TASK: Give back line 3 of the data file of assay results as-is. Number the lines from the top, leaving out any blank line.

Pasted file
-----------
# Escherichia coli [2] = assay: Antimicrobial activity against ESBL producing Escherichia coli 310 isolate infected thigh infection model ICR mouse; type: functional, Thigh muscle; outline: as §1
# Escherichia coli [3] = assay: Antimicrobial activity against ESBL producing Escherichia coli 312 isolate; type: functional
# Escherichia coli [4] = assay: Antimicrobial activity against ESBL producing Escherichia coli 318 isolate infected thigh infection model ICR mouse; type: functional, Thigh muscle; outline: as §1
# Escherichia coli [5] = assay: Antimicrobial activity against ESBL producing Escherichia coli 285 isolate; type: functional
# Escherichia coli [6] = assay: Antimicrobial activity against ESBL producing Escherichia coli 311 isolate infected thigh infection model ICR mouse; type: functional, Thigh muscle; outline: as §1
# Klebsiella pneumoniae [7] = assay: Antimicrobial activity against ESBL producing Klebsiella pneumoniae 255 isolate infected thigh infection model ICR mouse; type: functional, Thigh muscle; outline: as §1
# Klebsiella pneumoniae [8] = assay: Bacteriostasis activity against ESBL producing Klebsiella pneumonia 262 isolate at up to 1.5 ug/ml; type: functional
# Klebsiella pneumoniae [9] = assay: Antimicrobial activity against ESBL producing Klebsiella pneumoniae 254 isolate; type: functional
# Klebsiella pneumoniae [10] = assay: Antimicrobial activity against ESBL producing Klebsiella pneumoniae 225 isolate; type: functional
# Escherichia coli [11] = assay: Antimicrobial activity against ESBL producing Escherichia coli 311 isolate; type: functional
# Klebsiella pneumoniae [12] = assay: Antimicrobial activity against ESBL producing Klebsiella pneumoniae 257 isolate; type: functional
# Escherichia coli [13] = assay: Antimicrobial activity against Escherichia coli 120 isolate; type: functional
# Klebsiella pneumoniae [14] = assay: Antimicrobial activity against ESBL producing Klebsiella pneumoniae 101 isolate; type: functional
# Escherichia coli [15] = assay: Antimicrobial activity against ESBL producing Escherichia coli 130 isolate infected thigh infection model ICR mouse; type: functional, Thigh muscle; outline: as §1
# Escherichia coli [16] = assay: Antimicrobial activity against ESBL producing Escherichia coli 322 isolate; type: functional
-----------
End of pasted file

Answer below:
# Escherichia coli [4] = assay: Antimicrobial activity against ESBL producing Escherichia coli 318 isolate infected thigh infection model ICR mouse; type: functional, Thigh muscle; outline: as §1